Can you get out of a reverse mortgage any time you like? The short answer is yes! However, there are a few things you may want to consider before doing so. Unless you’re selling your home, there probably aren’t too many scenarios where it would make sense to pay off a reverse mortgage early.
But before I get into that, let me first go over what a HECM reverse mortgage is. There is a lot of misinformation floating around out there and I want to make sure you’ve got a few basics down.
What is a HECM Reverse Mortgage?
The HECM (which stands for home equity conversion mortgage) reverse mortgage is the most popular reverse mortgage in the United States today. If you know anybody who has a reverse mortgage, it’s very likely the FHA-insured HECM.
The HECM reverse mortgage allows homeowners 62 or older to access a portion of their home’s value and convert it to cash that can be used for just about anything. Borrowers often use the proceeds to eliminate mortgage or other debt payments, supplement income or retirement assets, or do home improvements.
As long as you pay the required property charges (property taxes, homeowner’s insurance, HOA dues, etc.) and live in and maintain the home, no mortgage payments are required. It’s only when the last borrower or non-borrowing spouse permanently leaves the home that the reverse mortgage has to be repaid.
Can You Get Out of a Reverse Mortgage?
Because the HECM is simply a home loan, you can get out of it at any time. You can pay it off with cash on hand or by refinancing into another home loan.
You also can pay off a reverse mortgage by selling your home. Once the home is sold, the reverse mortgage balance is paid off and you walk away with any remaining equity.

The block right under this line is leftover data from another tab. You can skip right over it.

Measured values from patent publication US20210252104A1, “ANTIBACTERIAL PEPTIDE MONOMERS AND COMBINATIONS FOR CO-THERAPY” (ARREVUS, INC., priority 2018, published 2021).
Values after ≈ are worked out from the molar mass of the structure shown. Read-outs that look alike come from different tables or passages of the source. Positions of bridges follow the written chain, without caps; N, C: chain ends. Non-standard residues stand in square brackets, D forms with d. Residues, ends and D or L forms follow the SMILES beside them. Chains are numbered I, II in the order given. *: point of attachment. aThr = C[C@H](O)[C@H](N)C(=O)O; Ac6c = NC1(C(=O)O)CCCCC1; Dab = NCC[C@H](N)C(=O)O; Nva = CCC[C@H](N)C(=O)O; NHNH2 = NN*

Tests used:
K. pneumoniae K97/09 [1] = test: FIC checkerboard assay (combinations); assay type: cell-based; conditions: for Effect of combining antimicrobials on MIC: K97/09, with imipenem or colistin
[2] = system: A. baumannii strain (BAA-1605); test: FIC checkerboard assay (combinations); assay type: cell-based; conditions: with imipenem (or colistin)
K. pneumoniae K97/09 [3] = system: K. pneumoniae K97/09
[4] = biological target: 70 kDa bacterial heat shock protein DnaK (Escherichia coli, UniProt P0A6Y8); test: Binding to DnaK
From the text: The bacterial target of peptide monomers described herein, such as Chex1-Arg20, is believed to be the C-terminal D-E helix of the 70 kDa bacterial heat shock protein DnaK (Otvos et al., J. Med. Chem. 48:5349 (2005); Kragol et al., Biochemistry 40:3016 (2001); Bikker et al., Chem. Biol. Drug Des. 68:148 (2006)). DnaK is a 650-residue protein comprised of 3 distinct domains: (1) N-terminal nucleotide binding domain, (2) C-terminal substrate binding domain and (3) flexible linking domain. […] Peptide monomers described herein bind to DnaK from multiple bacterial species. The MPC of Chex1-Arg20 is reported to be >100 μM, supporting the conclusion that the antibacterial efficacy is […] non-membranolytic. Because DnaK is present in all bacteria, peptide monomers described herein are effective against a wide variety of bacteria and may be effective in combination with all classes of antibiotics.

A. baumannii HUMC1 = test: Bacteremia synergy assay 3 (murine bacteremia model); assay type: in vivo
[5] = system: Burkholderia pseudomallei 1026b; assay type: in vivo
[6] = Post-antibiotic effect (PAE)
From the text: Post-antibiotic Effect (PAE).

There are no prepayment penalties or limitations on repaying the balance in full at any time.
But . . . Why Would You Want To?
So, can you get out of a reverse mortgage? Absolutely! But why would you want to? Unless you’re selling your home, there are probably very few scenarios where it makes sense to pay off the entire balance early. Let me offer some thoughts on paying off early with cash or a refinance:
Using cash on hand to pay off a reverse mortgage: I think this makes very little sense unless you truly have abundant cash reserves. When you’re retired and on fixed income, you have a limited capacity to generate income. It is essential to have the maximum liquid cash reserves possible to finance your lifestyle, cover unexpected expenses, and absorb a rising cost of living. If you’re draining reserves to pay off a reverse mortgage, you’re just converting liquid and usable cash into home equity that is locked away and unusable. Home equity is nice to have, but it can’t be used for anything. You can’t take it down to the store and buy groceries with it, right?
Having said this, let me offer a possible exception: if you have an adjustable-rate HECM, you can structure the loan as a line of credit, which can be borrowed on and repaid at will. If you’re concerned about a large loan balance, it may make sense to pay the line of credit down to a minimal balance. Don’t pay it to zero, however, because you’ll close it out. It doesn’t hurt you to have a large line of credit available in case you need to get your hands on cash. By paying it way down, interest costs are minimal and you still have a large available credit line that can be tapped in a financial emergency.
Even better, the available line of credit earns growth, which causes it to automatically give you access to more equity if you need it.The minimum balance you need to keep the credit line open can vary from one lender to the next, so be sure to call your lender for the exact number.
Refinancing into a traditional home loan: This probably makes zero sense in almost all situations. Why refinance out of a reverse mortgage into a loan with a required monthly payment? If you encounter a financial hardship, you still have to make the payment or the bank comes for your house. It makes more sense to just pay on the reverse mortgage instead. If you run into financial trouble, you can choose not to make a payment if you need to.
If you choose to make payments on a reverse mortgage, note that unpaid fees and interest are paid off before you start paying down the principal.
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